American History, 1493-1945

From the Gilder Lehrman Institute of American History, New York

From a voyage of discovery to a nuclear blast, experience the epic vista of over 400 years of American history through thousands of primary source documents.

It has made available to researchers and students a vast array of important historical documents, some well-known, some obscure but revealing about American political, social, and cultural history.
Eric Foner, DeWitt Clinton Professor of History, Columbia University

This collection traces the progress of American History and extensively covers the major themes of the period from colonization and settlement through the revolution, expansion, politics, slavery, the Civil War and reconstruction, to World War II.

The Gilder Lehrman Institute of American History holds one of the outstanding collections on American History. It is full of individual items, but it also has rich veins of manuscript research material. This makes it ideal for teaching survey courses on American History, but equally valuable as a platform for undergraduate essay work and postgraduate research.

Key Data


  • Module I: Settlement, Commerce, Revolution and Reform, 1493-1859
  • Module II: Civil War, Reconstruction and the Modern Era, 1860-1945

Period Covered

  • 1493-1945


  • Over 60,000 primary source documents; the majority is unique manuscript material
  • Colonial America - the Livingston collection dates from 1666 to 1750 and includes unique material on the Dutch settlement in New Amsterdam, the development of early New York and on mercantile trade. aspects of colonial life
  • The American Revolution – The papers of Henry Knox, George Washington’s general of artillery and Secretary of War, have long been recognized as a vital source for the study of the American Revolution. In addition to providing a first-hand account of the conflict, there are the remarkable letters of Lucy Knox providing a woman’s view of the war and the key characters.
  • Federalism and American expansion – There is much important material on the Declaration of Independence, the Constitution and subsequent Amendments.
  • American Indians – There is voluminous material on early relationships with the Cayugas, Creek, Mohawks, Mohicans, Oneidas, Onondagas, Senecans and many other tribes across North America.
  • Slavery and Abolition
  • Thousands of individual diaries and letters from combatants on both sides of the conflict
  • Records relating to the role of African-American troops in the war.
  • Material on women during the Civil War and the impact on Northern and Southern states.
  • Medical guides, papers of surgeons and records relating to prisoners of war.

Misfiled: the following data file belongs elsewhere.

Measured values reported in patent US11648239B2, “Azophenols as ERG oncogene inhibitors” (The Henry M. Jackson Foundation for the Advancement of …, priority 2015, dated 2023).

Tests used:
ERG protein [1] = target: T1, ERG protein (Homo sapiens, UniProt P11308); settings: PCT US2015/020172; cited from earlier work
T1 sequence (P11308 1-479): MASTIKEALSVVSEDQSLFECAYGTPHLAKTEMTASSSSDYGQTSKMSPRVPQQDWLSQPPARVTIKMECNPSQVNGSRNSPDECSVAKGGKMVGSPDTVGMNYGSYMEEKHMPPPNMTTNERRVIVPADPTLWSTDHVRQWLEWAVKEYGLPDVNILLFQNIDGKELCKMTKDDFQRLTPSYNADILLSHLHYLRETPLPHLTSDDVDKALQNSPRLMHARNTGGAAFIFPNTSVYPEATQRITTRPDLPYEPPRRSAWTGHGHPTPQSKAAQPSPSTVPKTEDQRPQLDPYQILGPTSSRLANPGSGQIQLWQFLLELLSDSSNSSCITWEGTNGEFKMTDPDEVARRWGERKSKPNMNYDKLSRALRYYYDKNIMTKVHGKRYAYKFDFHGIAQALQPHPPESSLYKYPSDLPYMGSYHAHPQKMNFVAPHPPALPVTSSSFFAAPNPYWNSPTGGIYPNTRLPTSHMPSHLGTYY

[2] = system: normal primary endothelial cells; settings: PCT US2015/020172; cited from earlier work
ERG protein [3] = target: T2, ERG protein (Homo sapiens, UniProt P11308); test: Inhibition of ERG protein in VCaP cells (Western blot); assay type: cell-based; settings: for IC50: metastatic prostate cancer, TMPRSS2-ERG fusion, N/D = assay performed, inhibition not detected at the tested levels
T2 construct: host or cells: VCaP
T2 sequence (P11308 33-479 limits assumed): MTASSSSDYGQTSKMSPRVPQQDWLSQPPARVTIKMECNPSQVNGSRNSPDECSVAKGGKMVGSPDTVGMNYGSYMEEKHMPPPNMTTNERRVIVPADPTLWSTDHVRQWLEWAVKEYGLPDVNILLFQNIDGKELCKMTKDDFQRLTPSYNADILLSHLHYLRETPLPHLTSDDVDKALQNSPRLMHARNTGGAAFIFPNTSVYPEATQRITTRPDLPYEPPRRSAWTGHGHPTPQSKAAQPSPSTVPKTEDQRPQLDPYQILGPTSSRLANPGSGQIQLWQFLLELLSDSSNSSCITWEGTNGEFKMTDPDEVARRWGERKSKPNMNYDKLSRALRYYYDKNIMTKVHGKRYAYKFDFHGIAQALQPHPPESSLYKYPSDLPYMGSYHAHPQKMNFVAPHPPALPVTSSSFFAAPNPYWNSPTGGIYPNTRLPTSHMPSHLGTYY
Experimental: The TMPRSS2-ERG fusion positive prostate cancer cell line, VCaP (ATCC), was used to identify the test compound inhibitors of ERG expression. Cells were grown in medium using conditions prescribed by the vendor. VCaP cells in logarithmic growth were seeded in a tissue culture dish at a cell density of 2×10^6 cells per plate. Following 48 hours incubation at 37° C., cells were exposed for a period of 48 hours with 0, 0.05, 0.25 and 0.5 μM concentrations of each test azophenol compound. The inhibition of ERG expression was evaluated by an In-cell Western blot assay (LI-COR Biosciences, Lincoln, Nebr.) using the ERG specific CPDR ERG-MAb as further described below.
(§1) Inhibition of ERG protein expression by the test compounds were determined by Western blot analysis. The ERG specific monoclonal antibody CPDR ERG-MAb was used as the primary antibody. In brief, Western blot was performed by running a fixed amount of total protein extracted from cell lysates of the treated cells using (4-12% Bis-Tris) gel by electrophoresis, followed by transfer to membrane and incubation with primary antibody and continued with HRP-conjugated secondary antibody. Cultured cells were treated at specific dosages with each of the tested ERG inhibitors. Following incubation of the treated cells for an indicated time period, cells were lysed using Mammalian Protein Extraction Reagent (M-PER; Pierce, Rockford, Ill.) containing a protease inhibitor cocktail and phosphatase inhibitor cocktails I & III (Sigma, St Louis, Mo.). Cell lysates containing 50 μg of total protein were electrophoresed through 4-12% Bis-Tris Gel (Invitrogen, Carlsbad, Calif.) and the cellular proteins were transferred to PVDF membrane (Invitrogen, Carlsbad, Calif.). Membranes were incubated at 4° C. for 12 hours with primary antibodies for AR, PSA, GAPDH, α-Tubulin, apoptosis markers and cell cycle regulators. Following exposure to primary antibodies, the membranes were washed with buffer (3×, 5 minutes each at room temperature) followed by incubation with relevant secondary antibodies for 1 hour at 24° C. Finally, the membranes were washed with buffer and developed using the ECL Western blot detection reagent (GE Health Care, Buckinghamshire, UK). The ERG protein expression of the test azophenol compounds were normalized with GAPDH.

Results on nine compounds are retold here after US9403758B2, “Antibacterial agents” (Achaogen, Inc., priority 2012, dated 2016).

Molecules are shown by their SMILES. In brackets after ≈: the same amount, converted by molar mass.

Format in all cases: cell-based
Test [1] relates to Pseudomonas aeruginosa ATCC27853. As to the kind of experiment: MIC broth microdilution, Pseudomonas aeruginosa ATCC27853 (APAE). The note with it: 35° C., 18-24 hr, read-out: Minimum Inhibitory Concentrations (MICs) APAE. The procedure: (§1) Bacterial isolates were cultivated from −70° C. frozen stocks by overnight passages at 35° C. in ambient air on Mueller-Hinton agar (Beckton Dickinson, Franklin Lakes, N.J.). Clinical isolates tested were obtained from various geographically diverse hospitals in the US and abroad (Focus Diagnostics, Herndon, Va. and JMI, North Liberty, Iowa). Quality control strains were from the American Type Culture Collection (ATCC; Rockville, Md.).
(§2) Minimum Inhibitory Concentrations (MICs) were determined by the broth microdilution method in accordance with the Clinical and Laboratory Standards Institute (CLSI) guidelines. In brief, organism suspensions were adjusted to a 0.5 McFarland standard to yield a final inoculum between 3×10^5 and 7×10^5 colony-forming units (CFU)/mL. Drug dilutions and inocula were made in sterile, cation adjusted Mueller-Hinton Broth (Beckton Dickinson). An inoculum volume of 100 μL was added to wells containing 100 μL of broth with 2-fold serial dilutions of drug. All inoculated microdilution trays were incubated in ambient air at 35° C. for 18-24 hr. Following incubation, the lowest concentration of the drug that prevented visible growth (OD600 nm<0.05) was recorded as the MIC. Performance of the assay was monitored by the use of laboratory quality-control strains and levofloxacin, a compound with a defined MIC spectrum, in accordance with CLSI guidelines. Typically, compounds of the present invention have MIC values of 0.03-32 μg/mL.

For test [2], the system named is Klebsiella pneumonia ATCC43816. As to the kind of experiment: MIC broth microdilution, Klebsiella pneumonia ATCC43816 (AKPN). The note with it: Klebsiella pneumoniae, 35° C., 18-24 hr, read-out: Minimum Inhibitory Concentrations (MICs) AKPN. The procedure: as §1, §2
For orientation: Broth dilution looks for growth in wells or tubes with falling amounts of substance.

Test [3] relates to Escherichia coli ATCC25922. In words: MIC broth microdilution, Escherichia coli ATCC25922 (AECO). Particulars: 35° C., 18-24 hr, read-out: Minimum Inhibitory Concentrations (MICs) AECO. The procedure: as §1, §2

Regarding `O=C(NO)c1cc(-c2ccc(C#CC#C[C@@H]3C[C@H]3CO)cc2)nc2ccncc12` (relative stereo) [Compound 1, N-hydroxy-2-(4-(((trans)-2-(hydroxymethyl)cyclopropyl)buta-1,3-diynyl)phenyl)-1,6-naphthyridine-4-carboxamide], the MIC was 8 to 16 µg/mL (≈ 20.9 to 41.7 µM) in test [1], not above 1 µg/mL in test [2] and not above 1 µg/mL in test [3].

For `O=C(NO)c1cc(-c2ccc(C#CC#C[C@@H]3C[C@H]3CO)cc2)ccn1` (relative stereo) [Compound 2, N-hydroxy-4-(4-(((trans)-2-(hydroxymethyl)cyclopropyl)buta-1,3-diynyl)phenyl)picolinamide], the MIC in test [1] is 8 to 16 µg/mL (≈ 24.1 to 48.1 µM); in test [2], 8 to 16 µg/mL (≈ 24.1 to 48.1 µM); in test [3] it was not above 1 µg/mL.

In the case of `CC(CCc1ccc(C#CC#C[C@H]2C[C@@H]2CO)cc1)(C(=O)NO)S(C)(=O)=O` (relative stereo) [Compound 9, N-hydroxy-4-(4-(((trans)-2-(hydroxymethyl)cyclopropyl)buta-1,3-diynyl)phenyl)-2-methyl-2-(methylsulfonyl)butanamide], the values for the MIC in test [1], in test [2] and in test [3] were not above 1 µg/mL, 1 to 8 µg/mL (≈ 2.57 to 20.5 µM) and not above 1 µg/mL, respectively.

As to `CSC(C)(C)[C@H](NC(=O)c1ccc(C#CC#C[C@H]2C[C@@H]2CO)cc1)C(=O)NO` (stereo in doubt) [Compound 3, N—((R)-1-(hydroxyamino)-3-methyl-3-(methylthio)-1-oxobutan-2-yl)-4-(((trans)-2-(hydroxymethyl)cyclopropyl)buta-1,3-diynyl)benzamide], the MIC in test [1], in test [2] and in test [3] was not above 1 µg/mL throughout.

• Translations and transcriptions for many manuscripts
  • Features from partner organizations Mount Vernon and the Gettysburg Foundation

Source Archive

  • The Gilder Lehrman Institute of American History, New York

Material Types

  • Books
  • Broadsides
  • Correspondence
  • Diaries
  • Financial documents
  • Government documents
  • Land transaction documents
  • Legal documents
  • Maps
  • Military documents
  • Miscellany
  • Newspapers and Magazines
  • Notes
  • Objects
  • Pamphlets
  • Photographs
  • Prints, paintings, engravings and sketches
  • Private organisation documents

Editorial Board

  • Crispin Bates, University of Edinburgh
  • Carol Berkin, Baruch College
  • Emma Christopher, University of Sydney
  • Eric Foner, Columbia University
  • Philip Hamilton, Christopher Newport University
  • Kenneth T. Jackson, Columbia University
  • David M. Kennedy, Stanford University
  • Ellen Pawelczak, Consultant at Gilder Lehrman Institute of American History
  • Clement Price, Newark College of Arts and Sciences, University College, Newark
  • Alan Taylor, University of California, Davis
  • Betty Wood, University of Cambridge


  • The Americas to 1620
  • Colonization and Settlement, 1585-1763
  • American Revolution, 1763-1783
  • The New Nation, 1783-1815
  • National Expansion and Reform, 1815-1860
  • African Americans
  • Banking & Economics
  • Children & Family
  • Creating a New Government
  • Education
  • French & Indian Wars
  • Government & Politics
  • Health & Medicine
  • Law
  • Literature, Language, Arts
  • Native Americans
  • Presidents
  • Religion
  • Science, Technology, Invention
  • Slavery and abolition
  • The Mexican Wars
  • War of 1812
  • Westward Expansion
  • Women in American History
  • The American Civil War
  • The Great Depression
  • The Gilded Age
  • World War I
  • World War II

Key Features

  • A powerful teaching tool and research guide
  • Interactive maps - experience the famous Civil War Battle of Gettysburg through eyewitness accounts, historic and modern images in ‘Mapping Gettysburg’
  • Mount Vernon and George Washington - Explore Mount Vernon, the family estate of George Washington, through photographs and see a selection of documents written from his beloved home.
  • The History of America in 100 Documents – An interactive selection of 100 documents demonstrating some of the key themes of the period from 1493 to 1945. Each document takes the user back into the full collection.
  • Video lectures from writers and historians discussing various aspects of the period from early Indian conflicts to the founding generation.
  • Essays written by leading academics look in detail at various areas of American history.
  • Thematic guides
  • Visual galleries
  • Chronology


Recommended. Upper-level undergraduates through researchers/faculty.

Visited Mar'15 - American History, 1493-1945 is a database for studying early to recent American history. Module 1 covers to 1859, while Module 2 extends coverage from 1860 to ......